(3) The Federal Reserve finances the Treasury, as well as Fannie and Freddie. The Fed owns $2.5 trillion of long-term Treasury notes and bonds, in addition to its $1.8 trillion of MBS. Almost all, about 99 percent, of the Fed’s profits are sent to the U.S. Treasury to reduce the budget deficit.

You can rightly view all this as one big government mortgage business. As my Danish colleague wondered, who is the socialist?

We asked before what this massive government intervention in housing finance has achieved. There are two very large, but not positive, results: inflating house prices and inducing higher debt and leverage in the system. Government guarantees and subsidies will get capitalized into house prices, and with the impetus of the Government Housing Combine, U.S. average house prices are now back up over their bubble peak. This makes it harder for new households to buy a house, and it means on average they have to take on more debt to do so.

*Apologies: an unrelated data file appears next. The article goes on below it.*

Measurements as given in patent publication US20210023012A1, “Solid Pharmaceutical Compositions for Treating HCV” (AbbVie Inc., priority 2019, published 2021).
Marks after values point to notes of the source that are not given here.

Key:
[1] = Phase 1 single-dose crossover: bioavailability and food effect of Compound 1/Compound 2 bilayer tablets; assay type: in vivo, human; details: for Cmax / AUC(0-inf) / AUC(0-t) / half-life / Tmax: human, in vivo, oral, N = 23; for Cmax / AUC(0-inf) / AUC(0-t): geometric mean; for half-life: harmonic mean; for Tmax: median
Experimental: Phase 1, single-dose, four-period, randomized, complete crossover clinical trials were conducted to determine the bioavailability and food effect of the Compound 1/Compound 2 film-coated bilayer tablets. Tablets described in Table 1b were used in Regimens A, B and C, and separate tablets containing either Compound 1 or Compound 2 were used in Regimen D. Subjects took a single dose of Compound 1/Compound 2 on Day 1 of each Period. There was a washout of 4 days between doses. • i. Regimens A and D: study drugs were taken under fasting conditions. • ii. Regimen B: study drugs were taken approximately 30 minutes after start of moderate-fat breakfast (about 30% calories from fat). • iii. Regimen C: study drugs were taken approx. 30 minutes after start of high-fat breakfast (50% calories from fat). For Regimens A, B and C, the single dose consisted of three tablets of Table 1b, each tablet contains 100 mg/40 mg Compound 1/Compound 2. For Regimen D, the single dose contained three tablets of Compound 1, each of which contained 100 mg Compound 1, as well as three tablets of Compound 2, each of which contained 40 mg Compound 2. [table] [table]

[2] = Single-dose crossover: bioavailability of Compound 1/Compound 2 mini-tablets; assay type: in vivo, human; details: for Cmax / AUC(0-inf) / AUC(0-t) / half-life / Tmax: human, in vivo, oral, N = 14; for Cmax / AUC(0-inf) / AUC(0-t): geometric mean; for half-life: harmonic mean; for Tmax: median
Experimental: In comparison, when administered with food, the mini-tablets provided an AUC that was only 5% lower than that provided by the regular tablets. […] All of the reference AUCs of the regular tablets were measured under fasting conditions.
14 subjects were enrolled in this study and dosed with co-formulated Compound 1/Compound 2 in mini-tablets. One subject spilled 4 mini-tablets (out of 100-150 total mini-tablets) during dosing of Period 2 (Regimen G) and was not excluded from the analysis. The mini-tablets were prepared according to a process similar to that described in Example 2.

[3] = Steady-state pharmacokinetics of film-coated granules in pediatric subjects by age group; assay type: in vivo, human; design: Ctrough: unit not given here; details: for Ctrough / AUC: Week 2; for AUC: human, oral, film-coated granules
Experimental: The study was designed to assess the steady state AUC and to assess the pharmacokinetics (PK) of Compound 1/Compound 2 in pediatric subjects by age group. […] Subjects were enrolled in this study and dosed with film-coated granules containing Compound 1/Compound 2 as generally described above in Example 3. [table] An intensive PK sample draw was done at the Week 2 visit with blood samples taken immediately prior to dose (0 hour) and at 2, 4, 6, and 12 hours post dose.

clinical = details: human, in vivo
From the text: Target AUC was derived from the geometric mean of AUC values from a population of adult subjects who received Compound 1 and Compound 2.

Confronted with these inevitable effects, one school of politics always demands still more government guarantees, more debt, and more leverage. This will result in yet higher house prices and less affordability until the boom cycle ingloriously ends. A better answer is instead to reduce the government interventions and distortions, and move toward a housing finance sector with a much bigger private market presence.

I propose the goal should be to develop a U.S. housing finance sector in which the mortgage credit risk is at least 80 percent private, and not more than 20 percent run by the government. That’s a long way from where we are, but defines the needed strategic direction.